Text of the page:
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Pacioretty got deal thanks to new Canadiens GM

by Arpon Basu

BROSSARD, Quebec -- When Max Pacioretty completed his breakout season with the Montreal Canadiens in April, he had no idea what the future had in store for him.

The team was without a general manager at the time, Pierre Gauthier having been fired a couple of weeks earlier, and Pacioretty was about to enter the final year of his two-year, $3.25 million contract.

But when Marc Bergevin was hired as GM at the beginning of May, Pacioretty's future became a lot clearer.

Shortly after Bergevin was hired he began talks with Pacioretty to get his name on a long-term deal, a process that came to fruition Monday when he was signed to a six-year, $27 million contract extension that could keep the budding power forward in Montreal until the end of the 2018-19 season.


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"I wanted to do it at all times, but it's something that wasn't available with the old management situation," Pacioretty said Tuesday in a conference call, referring to Gauthier's reluctance to negotiate contract extensions with players who are not free agents. "I didn't really know what to expect for the future, I didn't know if the new GM was willing to negotiate mid-contract. As soon as they said they wanted to get a deal done, I love playing in Montreal and I wanted to get it done as soon as possible."

Pacioretty, 23, was the Canadiens' leading scorer last season with 65 points, and he was second on the team in goals to linemate and mentor Erik Cole with 33.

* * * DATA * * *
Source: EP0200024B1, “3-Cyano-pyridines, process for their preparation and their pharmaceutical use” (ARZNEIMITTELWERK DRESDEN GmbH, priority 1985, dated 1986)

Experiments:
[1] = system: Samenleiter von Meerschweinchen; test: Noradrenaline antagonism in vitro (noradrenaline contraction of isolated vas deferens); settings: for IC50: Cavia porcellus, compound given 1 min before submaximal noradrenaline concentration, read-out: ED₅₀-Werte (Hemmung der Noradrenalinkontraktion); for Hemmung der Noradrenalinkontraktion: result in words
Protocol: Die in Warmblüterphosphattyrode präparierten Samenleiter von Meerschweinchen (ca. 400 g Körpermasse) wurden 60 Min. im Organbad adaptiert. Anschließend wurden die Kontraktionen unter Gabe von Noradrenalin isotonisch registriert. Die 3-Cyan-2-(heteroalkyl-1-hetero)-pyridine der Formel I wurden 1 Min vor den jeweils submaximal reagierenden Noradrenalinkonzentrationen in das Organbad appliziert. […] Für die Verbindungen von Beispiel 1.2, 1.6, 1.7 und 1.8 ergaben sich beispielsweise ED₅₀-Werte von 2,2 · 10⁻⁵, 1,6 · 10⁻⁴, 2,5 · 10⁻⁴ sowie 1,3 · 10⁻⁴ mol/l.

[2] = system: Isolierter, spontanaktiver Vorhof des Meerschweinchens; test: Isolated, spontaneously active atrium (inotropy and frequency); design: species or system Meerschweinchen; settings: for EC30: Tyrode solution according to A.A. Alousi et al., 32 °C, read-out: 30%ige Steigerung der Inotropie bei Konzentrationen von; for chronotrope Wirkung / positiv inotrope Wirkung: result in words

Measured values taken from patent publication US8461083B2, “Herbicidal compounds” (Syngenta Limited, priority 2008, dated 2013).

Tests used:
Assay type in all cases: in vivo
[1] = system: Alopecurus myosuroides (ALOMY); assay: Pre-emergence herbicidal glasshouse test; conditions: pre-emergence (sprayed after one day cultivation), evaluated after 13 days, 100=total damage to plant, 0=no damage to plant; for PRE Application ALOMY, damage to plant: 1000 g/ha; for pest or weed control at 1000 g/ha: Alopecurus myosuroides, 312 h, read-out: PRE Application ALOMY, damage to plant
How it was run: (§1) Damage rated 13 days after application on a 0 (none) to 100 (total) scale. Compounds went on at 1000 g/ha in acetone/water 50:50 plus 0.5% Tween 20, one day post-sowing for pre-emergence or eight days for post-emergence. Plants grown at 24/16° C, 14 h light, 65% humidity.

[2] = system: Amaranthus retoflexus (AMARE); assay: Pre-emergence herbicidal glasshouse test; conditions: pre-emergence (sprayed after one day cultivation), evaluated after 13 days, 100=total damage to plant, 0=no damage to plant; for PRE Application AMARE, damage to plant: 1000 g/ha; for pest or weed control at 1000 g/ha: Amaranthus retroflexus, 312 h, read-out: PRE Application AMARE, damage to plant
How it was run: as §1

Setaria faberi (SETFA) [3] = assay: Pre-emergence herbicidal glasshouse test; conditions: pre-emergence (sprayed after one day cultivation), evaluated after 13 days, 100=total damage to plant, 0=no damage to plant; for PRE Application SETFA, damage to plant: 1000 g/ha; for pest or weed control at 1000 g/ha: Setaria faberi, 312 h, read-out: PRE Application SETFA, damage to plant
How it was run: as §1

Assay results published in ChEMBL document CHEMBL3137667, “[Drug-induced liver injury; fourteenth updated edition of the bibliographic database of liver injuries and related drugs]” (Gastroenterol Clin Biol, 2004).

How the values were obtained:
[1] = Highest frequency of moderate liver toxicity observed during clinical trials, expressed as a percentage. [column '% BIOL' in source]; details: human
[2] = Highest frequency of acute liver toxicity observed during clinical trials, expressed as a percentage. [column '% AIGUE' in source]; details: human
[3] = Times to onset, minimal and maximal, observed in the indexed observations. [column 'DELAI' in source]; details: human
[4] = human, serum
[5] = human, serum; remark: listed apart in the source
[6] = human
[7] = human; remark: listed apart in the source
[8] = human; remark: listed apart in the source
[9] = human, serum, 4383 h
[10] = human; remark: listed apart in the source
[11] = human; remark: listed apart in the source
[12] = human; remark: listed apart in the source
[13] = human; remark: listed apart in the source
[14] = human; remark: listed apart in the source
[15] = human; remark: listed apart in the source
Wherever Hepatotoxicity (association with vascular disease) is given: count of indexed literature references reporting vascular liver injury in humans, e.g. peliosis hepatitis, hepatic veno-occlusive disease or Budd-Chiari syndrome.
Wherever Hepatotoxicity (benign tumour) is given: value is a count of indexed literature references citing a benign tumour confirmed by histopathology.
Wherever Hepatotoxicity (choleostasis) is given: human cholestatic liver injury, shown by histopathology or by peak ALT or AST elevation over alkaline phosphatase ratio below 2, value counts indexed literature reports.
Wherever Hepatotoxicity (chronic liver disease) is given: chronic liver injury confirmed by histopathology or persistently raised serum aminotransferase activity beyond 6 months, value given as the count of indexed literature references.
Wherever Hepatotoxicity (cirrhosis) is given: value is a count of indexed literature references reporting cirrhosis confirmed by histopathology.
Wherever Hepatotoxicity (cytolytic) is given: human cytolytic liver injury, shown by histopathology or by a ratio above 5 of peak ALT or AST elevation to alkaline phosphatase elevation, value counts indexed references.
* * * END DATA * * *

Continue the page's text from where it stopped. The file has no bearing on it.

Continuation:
Pacioretty began the season with a great deal of uncertainty regarding his health as he recovered from a fractured vertebra and concussion resulting from a hit the previous season by Boston Bruins captain Zdeno Chara, but Pacioretty erased any doubts quickly. He played in 79 games, and the three he missed were because of a suspension he served for a hit on Pittsburgh Penguins defenseman Kris Letang.

Though Bergevin was not with the Canadiens last season, it became clear to him that getting Pacioretty locked up long-term was a priority, largely because of the character he displayed in coming back from such a devastating injury.

"We felt he's part of our core moving forward. He showed character with what happened when he got hurt, he came back strong. The guy cares about the team and his teammates. We wanted to tie him up and we felt this was a good deal, and he felt the same way," Bergevin said. "From the get-go we wanted a long-term deal and they did too. So it was a perfect scenario."

Pacioretty said he was concerned about playing out his contract and the impact it might have on his focus this season.

"Anyone would be lying if they said they don't stress [over] points or goals when they're playing for their contract," Pacioretty said. "I have the contract side of things settled now, so I can focus on helping this team achieve its ultimate goal, and that's winning a Stanley Cup. That's not just me saying that, that's the truth."

Pacioretty also said the support he felt from the Montreal community when he suffered his injury played a big role in his desire to play in the city for a long time.

"You want to play where you feel welcomed," he said. "As bad as my situation was a couple of years ago, there's so much positive that came out of it. I'm so thankful the fans have been in my corner since day one. I've found a couple of ways to give back, but it's really comforting knowing they're on my side and that was a huge factor in me wanting to be in Montreal for so long."